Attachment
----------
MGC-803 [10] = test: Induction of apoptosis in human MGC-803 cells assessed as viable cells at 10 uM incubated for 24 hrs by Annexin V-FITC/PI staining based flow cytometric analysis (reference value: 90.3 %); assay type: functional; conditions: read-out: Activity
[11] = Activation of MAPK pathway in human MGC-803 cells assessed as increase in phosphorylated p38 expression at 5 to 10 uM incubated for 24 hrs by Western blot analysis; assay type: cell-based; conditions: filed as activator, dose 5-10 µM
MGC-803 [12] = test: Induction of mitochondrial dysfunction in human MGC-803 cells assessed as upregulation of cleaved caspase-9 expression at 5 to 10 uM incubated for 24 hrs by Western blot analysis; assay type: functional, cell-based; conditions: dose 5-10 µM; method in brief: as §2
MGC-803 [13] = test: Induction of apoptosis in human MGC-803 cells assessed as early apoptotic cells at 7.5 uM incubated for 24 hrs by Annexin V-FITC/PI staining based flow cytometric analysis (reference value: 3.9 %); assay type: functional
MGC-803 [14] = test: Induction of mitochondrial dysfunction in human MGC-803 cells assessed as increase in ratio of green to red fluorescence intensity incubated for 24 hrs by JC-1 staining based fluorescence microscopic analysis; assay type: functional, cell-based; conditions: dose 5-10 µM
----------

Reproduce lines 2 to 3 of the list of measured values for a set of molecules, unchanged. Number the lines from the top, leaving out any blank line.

[11] = Activation of MAPK pathway in human MGC-803 cells assessed as increase in phosphorylated p38 expression at 5 to 10 uM incubated for 24 hrs by Western blot analysis; assay type: cell-based; conditions: filed as activator, dose 5-10 µM
MGC-803 [12] = test: Induction of mitochondrial dysfunction in human MGC-803 cells assessed as upregulation of cleaved caspase-9 expression at 5 to 10 uM incubated for 24 hrs by Western blot analysis; assay type: functional, cell-based; conditions: dose 5-10 µM; method in brief: as §2